A Big Clock

Big Clocks are the in-thing right now.

I made a 20" diameter one completely out of boards taken from old pallets. The boards were glued together and then cut in a circle using a router. This gives the best clean cut circle you could have.

I painted the circle white and then painted on the roman numerals as well as a "clock name" and date.

There are no hands or working mechanisms, although that could be added.  I think it would look nice as an end table, so I might make some legs for it, or make another clock to be turned into a table.

I am adding this section because of questions (below) in the comments section:
I prefer to make my own jigs like this one that attaches to the router and makes a circle.  There are fancier and more precise router circle jigs that you can buy or make but this one works well and is quick and easy to make. I used a scrap piece of 1/4" thick hardboard.  You want something solid that will not break or bend and will be the width of your router base and longer than the length of the diameter of the circle you want to make.

***(Please do all the following with your router unplugged)***

Your router will have four screws on the bottom holding on a baseplate which is probably black hard plastic in a circular shape.  Take the screws out and remove the baseplate.  Put the baseplate on your piece of hardboard and draw around it and the center hole as well as carefully draw the screw holes in the exact positions.  Add a long rectangle to the circle shape as shown below (this is all one piece because it needs to be strong). Cut out using a jigsaw. (Mine does not cover the whole base of the router...  that is only because it was a scrap piece and wasn't big enough.) 

Countersink the holes for your screws because they must sit recessed into the new jig base.  Draw a line on the top and bottom sides down the middle of the rectangle part.  This will be where you attach a screw that will be at the center of your circle.Attach the jig making sure the screws do not stick out from the board.  I use a 1/2" straight router bit for cutting.  Put the bit in the router and protrude it past the jig.  Measure from the INSIDE edge of the bit, along the center line to what you want your circle's diameter to be.  Using a nail, punch a hole through the jig.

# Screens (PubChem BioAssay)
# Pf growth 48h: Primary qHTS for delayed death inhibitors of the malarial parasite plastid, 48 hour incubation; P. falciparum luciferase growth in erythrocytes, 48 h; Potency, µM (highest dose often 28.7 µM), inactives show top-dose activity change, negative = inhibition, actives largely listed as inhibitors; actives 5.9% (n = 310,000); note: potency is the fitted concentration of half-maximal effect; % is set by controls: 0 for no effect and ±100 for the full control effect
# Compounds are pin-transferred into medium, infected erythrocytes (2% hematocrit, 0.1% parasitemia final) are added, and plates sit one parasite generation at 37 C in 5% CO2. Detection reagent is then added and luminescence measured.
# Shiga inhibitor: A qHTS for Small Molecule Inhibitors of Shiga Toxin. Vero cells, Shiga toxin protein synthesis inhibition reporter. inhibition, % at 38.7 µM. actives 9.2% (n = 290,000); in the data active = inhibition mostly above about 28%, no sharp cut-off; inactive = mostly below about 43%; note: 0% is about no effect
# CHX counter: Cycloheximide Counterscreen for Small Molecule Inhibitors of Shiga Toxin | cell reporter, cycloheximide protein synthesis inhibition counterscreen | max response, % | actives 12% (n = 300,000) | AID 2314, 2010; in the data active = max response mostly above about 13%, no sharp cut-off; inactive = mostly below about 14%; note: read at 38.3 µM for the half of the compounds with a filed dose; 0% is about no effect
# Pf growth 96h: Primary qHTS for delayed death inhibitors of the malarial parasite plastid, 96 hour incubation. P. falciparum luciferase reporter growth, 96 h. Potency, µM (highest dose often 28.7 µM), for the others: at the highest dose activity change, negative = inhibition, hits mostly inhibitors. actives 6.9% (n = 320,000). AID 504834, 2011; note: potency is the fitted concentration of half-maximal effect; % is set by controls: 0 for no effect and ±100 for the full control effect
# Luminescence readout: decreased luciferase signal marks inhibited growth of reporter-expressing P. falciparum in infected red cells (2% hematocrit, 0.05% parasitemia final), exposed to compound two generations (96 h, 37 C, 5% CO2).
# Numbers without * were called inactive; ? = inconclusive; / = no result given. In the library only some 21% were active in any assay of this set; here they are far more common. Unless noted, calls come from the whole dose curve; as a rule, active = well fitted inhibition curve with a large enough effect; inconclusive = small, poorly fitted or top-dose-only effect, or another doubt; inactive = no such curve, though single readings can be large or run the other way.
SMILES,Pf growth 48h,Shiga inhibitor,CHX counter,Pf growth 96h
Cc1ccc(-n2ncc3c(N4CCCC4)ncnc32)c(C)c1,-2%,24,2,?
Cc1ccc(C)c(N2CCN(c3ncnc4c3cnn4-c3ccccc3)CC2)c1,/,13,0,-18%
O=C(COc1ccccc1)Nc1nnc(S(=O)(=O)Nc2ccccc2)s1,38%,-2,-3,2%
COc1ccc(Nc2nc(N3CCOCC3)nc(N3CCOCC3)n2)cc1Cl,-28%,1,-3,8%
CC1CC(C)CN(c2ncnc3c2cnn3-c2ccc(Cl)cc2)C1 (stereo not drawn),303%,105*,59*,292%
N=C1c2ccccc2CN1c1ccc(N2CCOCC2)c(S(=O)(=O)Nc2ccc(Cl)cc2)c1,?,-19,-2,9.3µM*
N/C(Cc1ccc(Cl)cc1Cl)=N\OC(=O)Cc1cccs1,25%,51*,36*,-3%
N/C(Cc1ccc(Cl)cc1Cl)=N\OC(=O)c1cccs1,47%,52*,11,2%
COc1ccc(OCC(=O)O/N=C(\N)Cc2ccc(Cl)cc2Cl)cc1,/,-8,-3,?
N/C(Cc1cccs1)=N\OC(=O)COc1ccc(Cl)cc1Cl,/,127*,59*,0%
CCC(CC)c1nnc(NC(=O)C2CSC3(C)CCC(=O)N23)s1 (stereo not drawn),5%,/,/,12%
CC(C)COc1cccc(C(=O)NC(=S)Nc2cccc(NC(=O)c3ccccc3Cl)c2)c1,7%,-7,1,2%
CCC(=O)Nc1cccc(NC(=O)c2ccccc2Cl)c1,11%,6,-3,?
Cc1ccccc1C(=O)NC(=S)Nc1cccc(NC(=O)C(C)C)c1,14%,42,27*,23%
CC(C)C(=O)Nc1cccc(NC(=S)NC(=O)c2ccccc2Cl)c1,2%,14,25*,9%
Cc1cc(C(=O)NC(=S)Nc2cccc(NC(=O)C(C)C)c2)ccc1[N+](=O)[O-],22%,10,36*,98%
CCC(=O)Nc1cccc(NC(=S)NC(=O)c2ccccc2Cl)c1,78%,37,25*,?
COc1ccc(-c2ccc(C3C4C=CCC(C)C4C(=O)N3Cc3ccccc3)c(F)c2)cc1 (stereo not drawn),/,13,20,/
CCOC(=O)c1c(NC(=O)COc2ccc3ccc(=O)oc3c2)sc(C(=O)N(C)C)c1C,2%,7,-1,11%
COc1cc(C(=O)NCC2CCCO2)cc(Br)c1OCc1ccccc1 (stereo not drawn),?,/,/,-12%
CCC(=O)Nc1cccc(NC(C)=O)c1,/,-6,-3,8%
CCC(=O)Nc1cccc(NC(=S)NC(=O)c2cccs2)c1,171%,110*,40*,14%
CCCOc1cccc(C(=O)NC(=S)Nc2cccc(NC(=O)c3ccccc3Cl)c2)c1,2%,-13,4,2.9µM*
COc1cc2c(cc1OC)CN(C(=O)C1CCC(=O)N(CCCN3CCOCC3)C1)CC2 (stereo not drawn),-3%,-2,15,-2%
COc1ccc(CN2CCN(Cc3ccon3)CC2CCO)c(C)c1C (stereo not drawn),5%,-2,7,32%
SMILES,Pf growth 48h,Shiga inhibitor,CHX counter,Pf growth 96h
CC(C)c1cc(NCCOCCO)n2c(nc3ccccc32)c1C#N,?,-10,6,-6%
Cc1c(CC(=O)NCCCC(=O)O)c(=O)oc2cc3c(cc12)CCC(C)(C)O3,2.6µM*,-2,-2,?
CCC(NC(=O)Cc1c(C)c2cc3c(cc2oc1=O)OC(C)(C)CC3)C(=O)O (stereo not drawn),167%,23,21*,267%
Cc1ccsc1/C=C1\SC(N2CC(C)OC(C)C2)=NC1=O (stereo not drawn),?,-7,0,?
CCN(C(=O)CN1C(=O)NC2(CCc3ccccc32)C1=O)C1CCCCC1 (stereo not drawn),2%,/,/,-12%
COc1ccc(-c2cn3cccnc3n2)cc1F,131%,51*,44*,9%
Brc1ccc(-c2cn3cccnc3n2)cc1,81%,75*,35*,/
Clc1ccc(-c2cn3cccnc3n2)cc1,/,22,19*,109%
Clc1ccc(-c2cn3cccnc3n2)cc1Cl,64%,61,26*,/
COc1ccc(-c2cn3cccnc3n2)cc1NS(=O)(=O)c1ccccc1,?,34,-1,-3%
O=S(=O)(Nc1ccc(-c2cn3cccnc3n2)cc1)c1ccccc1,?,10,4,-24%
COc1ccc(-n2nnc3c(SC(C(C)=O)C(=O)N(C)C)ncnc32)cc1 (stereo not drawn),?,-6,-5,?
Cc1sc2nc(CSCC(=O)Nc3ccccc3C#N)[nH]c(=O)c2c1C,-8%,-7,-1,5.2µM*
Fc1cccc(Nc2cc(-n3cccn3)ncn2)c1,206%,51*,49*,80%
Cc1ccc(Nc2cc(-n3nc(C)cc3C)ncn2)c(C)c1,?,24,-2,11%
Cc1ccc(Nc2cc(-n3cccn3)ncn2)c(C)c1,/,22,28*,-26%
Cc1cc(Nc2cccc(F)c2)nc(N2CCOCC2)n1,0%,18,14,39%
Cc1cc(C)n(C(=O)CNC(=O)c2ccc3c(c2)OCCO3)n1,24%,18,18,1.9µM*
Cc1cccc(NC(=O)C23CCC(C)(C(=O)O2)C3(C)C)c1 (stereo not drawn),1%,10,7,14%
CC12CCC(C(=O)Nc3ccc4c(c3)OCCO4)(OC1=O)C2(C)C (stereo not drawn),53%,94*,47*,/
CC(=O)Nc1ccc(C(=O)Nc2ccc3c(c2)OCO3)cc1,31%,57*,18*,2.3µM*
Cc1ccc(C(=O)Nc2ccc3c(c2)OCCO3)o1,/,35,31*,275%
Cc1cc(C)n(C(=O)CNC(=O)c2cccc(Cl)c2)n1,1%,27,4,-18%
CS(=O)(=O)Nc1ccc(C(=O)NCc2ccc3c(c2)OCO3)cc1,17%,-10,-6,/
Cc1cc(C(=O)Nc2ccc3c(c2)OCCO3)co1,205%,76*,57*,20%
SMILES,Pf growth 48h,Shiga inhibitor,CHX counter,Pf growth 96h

Rough cut your wood circle you are making to within 1/8" or 1/4" with a jigsaw or bandsaw.   This helps the router not to have to clear away so much wood.

Attach a screw from the top side of the jig where you have made the hole into the center of the circle you are making.  If you do not want to have a hole in the middle of your circle, do this on the underneath side. Clamp your wood to the edge of a worktable so that the circle you cut will be off the edge of the table OR clamp it to scrap wood on top of the table. The wood must be firm so that it cannot move while you are routering the circle.  Obviously you don't want to cut through a tabletop. This photo shows the router after the circle was cut, I did not cut it there on the table, I cut it at the overhang and rotated it to make the next part of the cut. Lower your bit to cut through the wood or do in two stages.  While routing very carefully rotate the router around in a circle, moving your clamp where necessary and making sure the screw has stayed firmly in position. 

That was harder to explain than I thought, I hope it's understandable!

(More about my signs in a future post)

Linking to  Funky Junk Interiors
The Twice Remembered Cottage
Blue Cricket Design 
Making the World Cuter 
Sumo's Sweet Stuff
The Shabby Chic Cottage
Faded Charm White Wednesday
and Cottage Instincts

Everything I make is for sale, so if you see something you like, please contact me.


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